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Mother, daughter share chilling account of how they survived Surfside condo collapse

A mother and daughter who survived the Florida condo collapse that killed 98 people describe how they survived falling when the floor gave way.
/ Source: TODAY

The last thing Angela Gonzalez remembers is screaming for her daughter to run and grabbing her when the ground gave way in the middle of the night in their ninth-floor apartment at the Champlain Towers South in Surfside, Florida.

Gonzalez, 45, was sent hurtling down four stories, and her daughter Deven, 16, fell down five stories through a maelstrom of concrete and debris on June 24 as the 12-story, 136-unit condo tower partially collapsed.

In a TODAY exclusive Thursday, the family spoke to Kerry Sanders in their first interview since their incredible survival of a collapse that killed 98 residents, including Gonzalez's husband and Deven's father, Edgar Gonzalez.

"It's indescribable," Deven said about the fall. "I can't even describe it to you."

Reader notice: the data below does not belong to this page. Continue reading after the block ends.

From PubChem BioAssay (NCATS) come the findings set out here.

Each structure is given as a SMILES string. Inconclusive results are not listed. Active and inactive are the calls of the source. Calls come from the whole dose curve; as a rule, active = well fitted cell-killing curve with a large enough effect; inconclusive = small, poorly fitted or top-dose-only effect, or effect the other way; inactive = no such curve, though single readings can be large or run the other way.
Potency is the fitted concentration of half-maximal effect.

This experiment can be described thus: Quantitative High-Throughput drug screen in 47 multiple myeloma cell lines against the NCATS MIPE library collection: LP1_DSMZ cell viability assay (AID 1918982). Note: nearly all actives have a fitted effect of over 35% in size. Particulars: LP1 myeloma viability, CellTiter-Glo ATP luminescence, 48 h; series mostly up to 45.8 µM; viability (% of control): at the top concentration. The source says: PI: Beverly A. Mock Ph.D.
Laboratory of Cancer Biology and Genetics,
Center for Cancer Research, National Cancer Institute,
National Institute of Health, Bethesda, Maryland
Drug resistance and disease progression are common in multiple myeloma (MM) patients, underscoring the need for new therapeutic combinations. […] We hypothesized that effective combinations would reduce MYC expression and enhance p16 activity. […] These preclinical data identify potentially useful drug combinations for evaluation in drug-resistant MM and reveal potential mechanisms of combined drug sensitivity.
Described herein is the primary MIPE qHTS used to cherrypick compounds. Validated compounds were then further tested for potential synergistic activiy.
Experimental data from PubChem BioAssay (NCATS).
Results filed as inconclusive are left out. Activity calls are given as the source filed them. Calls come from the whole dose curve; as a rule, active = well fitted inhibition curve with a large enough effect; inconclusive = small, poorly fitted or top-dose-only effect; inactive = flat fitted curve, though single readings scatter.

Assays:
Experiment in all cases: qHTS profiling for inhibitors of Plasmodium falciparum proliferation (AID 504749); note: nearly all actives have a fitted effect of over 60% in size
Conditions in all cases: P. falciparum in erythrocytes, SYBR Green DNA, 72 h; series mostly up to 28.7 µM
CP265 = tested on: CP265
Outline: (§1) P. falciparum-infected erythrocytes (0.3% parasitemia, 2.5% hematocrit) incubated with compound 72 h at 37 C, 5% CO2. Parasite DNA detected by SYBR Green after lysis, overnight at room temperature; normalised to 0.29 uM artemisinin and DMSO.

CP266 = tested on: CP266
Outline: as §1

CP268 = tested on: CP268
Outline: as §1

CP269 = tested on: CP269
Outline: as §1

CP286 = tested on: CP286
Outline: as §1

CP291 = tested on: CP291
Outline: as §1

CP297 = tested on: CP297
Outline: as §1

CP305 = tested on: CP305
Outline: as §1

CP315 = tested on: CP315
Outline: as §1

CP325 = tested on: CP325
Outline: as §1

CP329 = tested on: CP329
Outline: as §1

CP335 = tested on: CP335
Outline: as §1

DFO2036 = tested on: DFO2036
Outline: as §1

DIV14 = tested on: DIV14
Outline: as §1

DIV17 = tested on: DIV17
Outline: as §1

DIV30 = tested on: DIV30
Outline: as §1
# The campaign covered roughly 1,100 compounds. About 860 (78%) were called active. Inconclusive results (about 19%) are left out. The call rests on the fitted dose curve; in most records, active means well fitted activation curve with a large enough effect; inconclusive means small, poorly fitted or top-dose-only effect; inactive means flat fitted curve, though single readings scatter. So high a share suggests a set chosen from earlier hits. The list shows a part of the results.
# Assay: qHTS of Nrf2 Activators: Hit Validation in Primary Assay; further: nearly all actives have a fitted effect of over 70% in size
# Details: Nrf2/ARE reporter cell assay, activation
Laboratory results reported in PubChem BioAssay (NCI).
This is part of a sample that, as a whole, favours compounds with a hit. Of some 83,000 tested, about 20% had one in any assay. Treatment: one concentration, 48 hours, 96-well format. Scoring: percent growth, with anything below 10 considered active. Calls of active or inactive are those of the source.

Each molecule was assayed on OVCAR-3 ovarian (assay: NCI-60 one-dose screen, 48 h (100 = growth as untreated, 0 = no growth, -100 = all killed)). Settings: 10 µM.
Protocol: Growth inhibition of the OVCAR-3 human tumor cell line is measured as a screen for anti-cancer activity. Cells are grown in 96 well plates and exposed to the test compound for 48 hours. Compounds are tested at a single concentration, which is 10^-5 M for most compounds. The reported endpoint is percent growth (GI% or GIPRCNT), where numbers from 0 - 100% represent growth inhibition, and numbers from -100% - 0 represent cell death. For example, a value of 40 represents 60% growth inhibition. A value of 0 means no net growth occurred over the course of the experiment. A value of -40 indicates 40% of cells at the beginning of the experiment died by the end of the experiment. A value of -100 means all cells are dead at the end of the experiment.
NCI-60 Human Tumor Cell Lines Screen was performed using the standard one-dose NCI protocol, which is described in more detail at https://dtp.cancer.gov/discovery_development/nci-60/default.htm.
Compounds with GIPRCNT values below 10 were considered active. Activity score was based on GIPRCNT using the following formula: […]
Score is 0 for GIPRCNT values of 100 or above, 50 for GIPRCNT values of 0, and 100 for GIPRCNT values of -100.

Angela Gonzalez was watching a horror movie in the master bedroom around 1:30 a.m. with her husband and Deven, when she felt a tremor "like an earthquake" and heard a sound she initially thought was thunder.

The partial collapse of the 12-story Champlain Towers South condo building on June 24 in Surfside, Florida, killed 98 people. Joe Raedle / Getty Images

"I just screamed, 'Run!' And just kept screaming to run," she said. "(Deven) was half asleep so I was dragging her out of the room, as fast as I could, but like she said, we didn’t make it very far.

"We made it maybe a couple steps out of our bedroom, and then the floor just started to cave. It was like two little falls. Falling as the floor caved in, and then I just grabbed her for the remainder of the fall."

"I remember Mom yelling, 'Run!' and dragging me out of bed," Deven said. "I was half asleep. I thought I was dreaming at that point."

Deven fell with the building as it collapsed, and she crushed the femur in her left leg, which left her with a deep and bloody wound. Her father was killed in the collapse, while her mother was knocked unconscious.

Deven tried to calm herself down after becoming hysterical when she finally came to a stop in the rubble.

"Once the situation hit me, my instant reaction was I have to get help," she said. "And I have to lay my leg down somewhere, because holding the leg made me lightheaded because of the blood loss.

"So I had to find a place, objects, because it was an apartment building, everything fell. So that means different home objects, so I found things around me, distinctive objects, and what I found was a pot, flipped it over on the flat side, put it on the ground, and that’s where I laid my leg out."

Deven screamed for her mother, but got no answer.

"For the first 15 minutes I didn't hear my mom, I didn't know where anyone was, and it was me constantly screaming for help," Deven said.